(See past events)
K. M. Rangaswamy, University of Colorado, Colorado Springs
Wednesday, April 3, at 4:10pm in Ritter 231 with refreshments beforehand in the Ritter Hall Lobby.
Title: Are Leavitt path algebras really commutative algebras in non-commutative clothing?
Abstract: Leavitt path algebras of directed graphs over a field are algebraic analogues of graph C*-algebras of operators on Hilbert spaces. This talk is a report on some of the recent investigations illustrating two essential features of these algebras. The first makes the Leavitt path algebras really useful tools in constructing examples of rings of various types. The second is about the ideal lattice of Leavitt path algebras, which seems to posess similarities with commutative rings. Various graphical constructions will illustrate these conclusions.
William Yslas Vélez, University of Arizona
Friday, April 5, at 4:10pm in Ritter 231 with refreshments beforehand in the Ritter Hall Lobby.
Increasing the mathematical content of the undergraduate curriculum for all students. Good for the student. Good for the university.
Abstract: In the late 1980’s I began my efforts to increase the success rate of minorities in first semester calculus. These minority students came from all majors, though most were in engineering. The interventions that I devised were very time consuming and as the number of minority students increased, I could not manage that kind of effort. I developed my Calculus Minority Advising Program in an effort to meet with scores of minority students each semester. This program consists of a twenty-minute meeting with each student at the beginning of each semester. The meetings with the students eventually transformed my own attitude about the importance of mathematics in their undergraduate curriculum. It sloooowly dawned on me. The more mathematics a student took, the more opportunities were available to that student.
I took over the position of Associate Head for Undergraduate Affairs in the department in 2003. My work with minority students provided me with the tools to accept the new challenge of encouraging students to take more mathematics and to think about adding the math major or math minor to their program of study.
One can see the impact of these efforts across our university. With 600 mathematics majors and 700 mathematics minors, oftentimes the outstanding graduating senior in another department also has a mathematics major or minor. Our mathematics majors who also have another major are being accepted into graduate programs at the most elite universities in their other major.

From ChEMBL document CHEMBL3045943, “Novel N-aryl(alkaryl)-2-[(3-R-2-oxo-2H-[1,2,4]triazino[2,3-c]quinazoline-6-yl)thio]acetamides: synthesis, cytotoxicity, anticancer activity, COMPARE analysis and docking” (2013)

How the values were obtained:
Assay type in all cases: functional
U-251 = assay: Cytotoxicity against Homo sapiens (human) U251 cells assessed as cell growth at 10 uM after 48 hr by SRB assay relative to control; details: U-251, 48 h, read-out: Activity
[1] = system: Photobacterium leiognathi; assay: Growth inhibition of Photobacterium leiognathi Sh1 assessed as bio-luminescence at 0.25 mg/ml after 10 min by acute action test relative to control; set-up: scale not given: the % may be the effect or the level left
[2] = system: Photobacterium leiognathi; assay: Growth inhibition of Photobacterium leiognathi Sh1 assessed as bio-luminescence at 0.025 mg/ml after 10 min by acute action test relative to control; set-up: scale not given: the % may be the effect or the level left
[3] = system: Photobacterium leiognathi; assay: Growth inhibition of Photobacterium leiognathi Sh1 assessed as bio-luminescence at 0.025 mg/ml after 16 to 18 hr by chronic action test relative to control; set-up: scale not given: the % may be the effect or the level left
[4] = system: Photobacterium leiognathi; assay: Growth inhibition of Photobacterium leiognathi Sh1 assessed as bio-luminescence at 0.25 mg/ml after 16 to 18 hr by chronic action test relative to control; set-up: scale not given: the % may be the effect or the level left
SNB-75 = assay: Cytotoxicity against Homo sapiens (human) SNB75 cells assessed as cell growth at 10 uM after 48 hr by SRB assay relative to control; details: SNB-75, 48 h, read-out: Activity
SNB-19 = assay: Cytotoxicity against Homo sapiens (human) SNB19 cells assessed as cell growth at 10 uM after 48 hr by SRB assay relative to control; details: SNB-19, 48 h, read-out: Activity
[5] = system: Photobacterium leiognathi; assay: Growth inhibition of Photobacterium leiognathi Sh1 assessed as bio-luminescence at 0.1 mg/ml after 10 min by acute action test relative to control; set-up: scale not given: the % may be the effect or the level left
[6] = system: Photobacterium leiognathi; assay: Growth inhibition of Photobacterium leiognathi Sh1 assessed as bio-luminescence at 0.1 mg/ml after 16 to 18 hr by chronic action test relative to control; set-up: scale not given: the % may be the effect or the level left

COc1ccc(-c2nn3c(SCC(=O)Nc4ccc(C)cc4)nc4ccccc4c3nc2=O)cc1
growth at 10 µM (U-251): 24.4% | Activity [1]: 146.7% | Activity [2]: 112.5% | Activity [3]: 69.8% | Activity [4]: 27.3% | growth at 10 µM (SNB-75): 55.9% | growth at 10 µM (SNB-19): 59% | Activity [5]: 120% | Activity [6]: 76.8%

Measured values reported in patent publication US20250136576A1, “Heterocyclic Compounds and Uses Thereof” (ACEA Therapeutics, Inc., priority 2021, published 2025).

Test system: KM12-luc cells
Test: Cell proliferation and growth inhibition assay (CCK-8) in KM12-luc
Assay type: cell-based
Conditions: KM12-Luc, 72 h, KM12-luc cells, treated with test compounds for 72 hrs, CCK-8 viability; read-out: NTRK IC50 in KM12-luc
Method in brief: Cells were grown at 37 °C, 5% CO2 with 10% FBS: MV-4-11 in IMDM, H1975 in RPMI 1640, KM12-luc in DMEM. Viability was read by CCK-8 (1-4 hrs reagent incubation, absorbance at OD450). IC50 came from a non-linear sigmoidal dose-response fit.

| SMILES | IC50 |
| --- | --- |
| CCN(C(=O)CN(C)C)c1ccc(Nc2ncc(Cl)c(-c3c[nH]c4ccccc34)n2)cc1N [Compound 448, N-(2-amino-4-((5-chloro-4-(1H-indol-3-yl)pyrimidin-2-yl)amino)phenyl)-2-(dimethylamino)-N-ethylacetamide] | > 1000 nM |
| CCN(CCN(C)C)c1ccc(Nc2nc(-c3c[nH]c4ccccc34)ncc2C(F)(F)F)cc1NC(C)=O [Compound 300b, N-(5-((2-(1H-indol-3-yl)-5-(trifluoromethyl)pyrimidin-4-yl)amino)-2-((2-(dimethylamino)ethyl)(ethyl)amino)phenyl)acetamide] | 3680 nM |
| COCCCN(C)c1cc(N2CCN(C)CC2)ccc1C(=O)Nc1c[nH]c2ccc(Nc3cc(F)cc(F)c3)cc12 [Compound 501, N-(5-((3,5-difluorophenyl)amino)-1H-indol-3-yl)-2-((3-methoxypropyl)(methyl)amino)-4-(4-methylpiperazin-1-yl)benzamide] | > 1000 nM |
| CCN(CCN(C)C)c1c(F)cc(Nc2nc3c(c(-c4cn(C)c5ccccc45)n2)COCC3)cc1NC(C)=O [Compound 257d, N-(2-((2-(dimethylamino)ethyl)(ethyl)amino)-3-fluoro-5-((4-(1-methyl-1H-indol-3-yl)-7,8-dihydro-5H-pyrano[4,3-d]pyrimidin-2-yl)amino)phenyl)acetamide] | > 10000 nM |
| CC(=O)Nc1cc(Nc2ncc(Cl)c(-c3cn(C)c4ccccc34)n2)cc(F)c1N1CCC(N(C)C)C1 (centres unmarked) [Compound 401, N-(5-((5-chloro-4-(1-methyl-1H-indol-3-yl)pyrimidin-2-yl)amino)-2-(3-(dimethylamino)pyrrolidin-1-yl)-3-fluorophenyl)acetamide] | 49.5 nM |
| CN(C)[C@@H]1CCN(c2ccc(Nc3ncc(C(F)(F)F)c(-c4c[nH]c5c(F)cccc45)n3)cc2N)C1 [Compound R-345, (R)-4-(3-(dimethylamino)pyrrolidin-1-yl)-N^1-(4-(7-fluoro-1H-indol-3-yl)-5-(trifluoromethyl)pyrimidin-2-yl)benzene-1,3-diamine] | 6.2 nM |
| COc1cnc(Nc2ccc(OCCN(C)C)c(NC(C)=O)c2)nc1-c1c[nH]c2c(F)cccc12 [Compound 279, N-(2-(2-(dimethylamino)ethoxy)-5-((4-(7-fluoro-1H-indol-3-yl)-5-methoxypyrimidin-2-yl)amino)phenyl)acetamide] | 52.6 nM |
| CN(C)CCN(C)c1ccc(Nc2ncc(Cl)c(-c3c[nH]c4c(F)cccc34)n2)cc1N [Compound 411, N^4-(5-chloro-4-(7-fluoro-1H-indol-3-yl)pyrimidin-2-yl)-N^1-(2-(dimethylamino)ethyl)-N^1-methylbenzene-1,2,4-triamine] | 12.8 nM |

The work that I do is focused on helping students reach their goals. Given the increasingly important role that mathematics now plays in society, taking more mathematics is essential. Mathematics departments need to communicate this to their students.
Doctoral Dissertation Defense
James Mixco, Saint Louis University
Thursday, April 11, 10:00am-12:00pm (the first hour is public), in Ritter 202
Supersymmetric Cluster Algebras and Their Quantum Deformations
Abstract: Fomin and Zelevinsky introduced cluster algebras in 2001. A cluster algebra is a commutative ring generated by variables obtained by an iterative combinatorial process called mutation. From the time of their inception, cluster algebras have been found to have applications to several branches of mathematics and physics. These include algebraic geometry, Poisson geometry, Teichmuller space theory, combinatorics, and analysis.
More recently, an approach towards defining cluster algebras with Grassmann variables has been proposed by Ovsienko. This attempt has quite a few limitations. Here, we give an approach to supersymmetric cluster algebras independent of Ovsienko and provide some new interesting geometric examples. This work is largely based on the work done by Li, Mixco, Ransingh, and Srivastava. In addition to what is done by Li, Mixco, Ransingh, and Srivastava, we expand the theory of cluster superalgebras by proving theorems analogous to classical cluster algebra theorems. Beyond that, we extend our notion of cluster superalgebras to quantum cluster algebras.
Departmental Awards Ceremony
Friday, April 26 in Lee Lecture Hall. Refreshments at 4:00pm. Ceremony begins at 4:20pm.
Featuring the 2019 Case Lecture:
How to win the lottery and get away with murder
by Dr. Liberty Vittert, Washington University in St. Louis
Spring 2019 Colloquium Schedule
Friday, February 15: Liberty Vittert, Washington University in Saint Louis
Friday, March 1: Tyler Bongers, Washington University in Saint Louis
Friday, March 22: Louis Kauffman, University of Illinois Chicago
Wednesday, April 3: K. M. Rangaswamy, University of Colorado, Colorado Springs
Friday, April 12: Mihai Ciucu, Indiana University